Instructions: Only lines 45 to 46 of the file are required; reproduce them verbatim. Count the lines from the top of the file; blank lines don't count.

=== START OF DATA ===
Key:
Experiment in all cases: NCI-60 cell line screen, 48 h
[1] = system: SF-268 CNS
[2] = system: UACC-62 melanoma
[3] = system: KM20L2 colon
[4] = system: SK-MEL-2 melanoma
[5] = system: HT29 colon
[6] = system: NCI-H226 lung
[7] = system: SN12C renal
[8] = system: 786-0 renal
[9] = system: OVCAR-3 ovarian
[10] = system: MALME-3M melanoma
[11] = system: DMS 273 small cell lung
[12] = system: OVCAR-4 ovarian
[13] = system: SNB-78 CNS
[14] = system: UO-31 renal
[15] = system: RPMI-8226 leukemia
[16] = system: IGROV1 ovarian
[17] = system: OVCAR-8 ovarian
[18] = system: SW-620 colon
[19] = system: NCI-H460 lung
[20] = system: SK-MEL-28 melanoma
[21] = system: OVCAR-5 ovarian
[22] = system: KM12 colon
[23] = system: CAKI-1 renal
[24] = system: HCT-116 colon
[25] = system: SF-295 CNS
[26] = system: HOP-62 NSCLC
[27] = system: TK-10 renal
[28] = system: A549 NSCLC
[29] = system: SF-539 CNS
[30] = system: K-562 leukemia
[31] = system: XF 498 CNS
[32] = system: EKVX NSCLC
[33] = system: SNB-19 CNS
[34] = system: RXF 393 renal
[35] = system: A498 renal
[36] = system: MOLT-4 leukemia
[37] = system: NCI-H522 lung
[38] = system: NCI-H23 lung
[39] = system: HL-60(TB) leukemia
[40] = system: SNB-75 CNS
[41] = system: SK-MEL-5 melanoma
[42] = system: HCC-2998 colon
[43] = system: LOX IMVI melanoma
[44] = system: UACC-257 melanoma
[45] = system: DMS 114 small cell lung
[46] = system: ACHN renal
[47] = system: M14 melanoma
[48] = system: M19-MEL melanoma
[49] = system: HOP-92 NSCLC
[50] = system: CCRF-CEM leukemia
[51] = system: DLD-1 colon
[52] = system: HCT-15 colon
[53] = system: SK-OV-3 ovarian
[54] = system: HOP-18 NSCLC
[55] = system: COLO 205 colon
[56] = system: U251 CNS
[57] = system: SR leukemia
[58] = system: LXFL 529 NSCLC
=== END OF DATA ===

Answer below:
[43] = system: LOX IMVI melanoma
[44] = system: UACC-257 melanoma